Willy Loman is the cause of his own misfortune Many characters in literature are the cause of their own misfortune. In the play Death of a Salesman by author Miller, Willy Loman is responsible for his misfortune as well as the misfortune of his two sons Happy and Biff. Willy creates his own small world in which he is the boss, everything goes around him, nothing will change and nothing will go wrong. But by thinking this way Willy causes his own misfortune. Willy brags to his boys that he is well liked, that he is a 'big man';, but in reality he is not.
At times, Willy even believes these lies himself. At one point in the play, Willy tells his family of how well-liked he is in all of his towns and how vital he is to New England. Later, however, he tells Linda that no one remembers him and that the people laugh at him behind his back. As this demonstrates, Willy's need to feel well-liked also causes him to become intensely paranoid. When his son, Biff, for example, is trying to explain why he cannot become successful, Willy believes that Biff is just trying to spite him.
Throughout this play Willy believes that in order to be successful, it doesn’t just take hard work, but it takes a likeable personality, the ability to be popular and well known. Willy encourages this perception onto his sons Biff and Happy. However, throughout the play Willy realizes that the American Dream he was chasing wasn’t going to be achieved, which ultimately lead to his death. In the beginning of the play when Bernard notifies his Uncle Willy that Biff is failing math. Willy entirely disregards Bernard and only cares about Bi... ... middle of paper ... ...grasp the truth of his unaccomplished life and his failure as a father and a husband and a successful man.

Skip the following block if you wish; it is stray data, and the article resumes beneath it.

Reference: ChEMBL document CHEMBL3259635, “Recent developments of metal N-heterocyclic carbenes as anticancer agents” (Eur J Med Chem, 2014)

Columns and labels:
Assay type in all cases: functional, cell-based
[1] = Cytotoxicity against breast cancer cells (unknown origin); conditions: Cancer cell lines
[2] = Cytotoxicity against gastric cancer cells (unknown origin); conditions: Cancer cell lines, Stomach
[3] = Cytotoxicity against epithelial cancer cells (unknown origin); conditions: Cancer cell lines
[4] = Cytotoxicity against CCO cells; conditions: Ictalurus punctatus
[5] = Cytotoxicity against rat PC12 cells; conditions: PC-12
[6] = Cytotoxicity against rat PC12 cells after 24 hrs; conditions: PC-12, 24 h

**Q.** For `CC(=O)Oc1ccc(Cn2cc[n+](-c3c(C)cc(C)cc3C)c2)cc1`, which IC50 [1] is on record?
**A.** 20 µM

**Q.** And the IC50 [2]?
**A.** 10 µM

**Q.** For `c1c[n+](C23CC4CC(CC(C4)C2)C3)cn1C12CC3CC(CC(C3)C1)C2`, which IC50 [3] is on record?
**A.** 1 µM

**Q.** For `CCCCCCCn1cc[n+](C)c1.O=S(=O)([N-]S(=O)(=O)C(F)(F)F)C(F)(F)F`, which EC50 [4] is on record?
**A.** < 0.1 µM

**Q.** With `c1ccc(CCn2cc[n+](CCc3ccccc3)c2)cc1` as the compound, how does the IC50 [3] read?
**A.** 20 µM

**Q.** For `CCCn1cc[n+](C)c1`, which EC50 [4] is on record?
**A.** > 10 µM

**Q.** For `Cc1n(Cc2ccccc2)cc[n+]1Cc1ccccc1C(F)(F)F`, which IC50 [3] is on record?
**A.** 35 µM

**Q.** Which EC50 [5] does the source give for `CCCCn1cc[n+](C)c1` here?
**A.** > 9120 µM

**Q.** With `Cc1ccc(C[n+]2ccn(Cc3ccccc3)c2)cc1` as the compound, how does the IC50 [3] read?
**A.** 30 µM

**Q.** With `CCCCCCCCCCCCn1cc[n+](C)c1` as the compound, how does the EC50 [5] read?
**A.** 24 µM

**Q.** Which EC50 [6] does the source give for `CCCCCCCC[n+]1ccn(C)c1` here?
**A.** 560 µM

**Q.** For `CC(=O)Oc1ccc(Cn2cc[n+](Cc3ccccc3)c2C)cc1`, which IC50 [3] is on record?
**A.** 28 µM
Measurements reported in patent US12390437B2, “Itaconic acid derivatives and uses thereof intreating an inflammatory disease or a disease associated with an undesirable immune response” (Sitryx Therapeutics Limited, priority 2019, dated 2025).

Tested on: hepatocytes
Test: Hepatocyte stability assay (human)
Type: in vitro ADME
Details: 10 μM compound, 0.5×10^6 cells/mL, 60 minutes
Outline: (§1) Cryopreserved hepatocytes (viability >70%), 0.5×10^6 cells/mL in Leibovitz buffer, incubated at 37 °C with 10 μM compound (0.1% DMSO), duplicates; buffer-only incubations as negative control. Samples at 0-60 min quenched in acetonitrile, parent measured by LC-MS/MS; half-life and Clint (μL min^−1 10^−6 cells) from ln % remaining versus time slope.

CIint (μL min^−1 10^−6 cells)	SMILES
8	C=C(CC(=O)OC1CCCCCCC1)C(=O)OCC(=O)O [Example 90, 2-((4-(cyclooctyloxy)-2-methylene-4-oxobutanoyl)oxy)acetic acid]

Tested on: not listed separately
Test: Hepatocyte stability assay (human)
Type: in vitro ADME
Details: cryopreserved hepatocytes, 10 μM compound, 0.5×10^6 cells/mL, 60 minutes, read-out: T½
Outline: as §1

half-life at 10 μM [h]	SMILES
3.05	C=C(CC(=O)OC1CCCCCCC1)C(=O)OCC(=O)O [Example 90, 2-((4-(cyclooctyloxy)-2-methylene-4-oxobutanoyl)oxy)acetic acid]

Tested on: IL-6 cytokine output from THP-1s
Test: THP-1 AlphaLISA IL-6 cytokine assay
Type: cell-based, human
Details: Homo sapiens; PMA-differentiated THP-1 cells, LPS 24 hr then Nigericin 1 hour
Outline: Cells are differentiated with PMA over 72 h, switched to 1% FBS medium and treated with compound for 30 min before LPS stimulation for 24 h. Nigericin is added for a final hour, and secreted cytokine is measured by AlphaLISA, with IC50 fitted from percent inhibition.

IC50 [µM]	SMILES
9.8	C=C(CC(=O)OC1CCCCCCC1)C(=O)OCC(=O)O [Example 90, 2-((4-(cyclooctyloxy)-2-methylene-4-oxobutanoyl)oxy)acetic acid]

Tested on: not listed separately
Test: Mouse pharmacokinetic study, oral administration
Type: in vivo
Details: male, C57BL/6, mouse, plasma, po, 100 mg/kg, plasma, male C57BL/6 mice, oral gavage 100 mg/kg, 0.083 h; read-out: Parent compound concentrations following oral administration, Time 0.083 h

Arthur Miller's Death of a Salesman shows us how one man's blind faith in a misconception of the American Dream becomes an obsession of accomplishment that destroys his life and nearly that of his family. Miller's main character Willy Loman somehow comes to believe that success always comes to those who are well liked and good looking. His downfall is that he does not equate success with hard work and perseverance. This faulty thinking keeps him from achieving his goals of wealth and status. His boys Biff and Happy are taught the same faulty values and are destined to fail as well.
He cannot accept Biff not being the magnificent son that Willy hopes him to be one day. Willy’s interpretation of the ‘American Dream,’ being that the true reason for success and greatness is stemmed from a well-liked personality and popularity, is also something that he has a misconception about. Likewise, Willy is not able to find the same success in his older age as he did back in his prime. Willy Loman’s failure as a salesman and controversy with his family shows he wasn’t happy and wanted to end his life. Willy often sought his successful brother Ben’s advice and desperately tried to relive his happy and successful moments in his life through flashbacks with his sons and career.